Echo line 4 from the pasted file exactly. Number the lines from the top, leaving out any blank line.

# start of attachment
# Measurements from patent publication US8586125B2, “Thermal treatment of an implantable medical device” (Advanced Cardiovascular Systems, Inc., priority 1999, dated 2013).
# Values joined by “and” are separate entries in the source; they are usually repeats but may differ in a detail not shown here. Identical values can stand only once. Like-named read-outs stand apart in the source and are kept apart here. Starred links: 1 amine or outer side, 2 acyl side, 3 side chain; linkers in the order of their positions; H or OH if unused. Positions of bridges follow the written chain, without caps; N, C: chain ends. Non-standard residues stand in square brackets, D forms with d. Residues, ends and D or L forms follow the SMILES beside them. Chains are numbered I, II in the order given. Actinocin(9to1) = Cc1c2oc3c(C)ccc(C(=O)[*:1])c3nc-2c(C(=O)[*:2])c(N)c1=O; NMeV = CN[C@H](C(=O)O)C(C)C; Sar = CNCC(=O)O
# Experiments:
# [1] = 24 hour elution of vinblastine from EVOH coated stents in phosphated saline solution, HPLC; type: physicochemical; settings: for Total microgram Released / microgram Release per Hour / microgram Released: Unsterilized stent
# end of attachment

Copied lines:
# [1] = 24 hour elution of vinblastine from EVOH coated stents in phosphated saline solution, HPLC; type: physicochemical; settings: for Total microgram Released / microgram Release per Hour / microgram Released: Unsterilized stent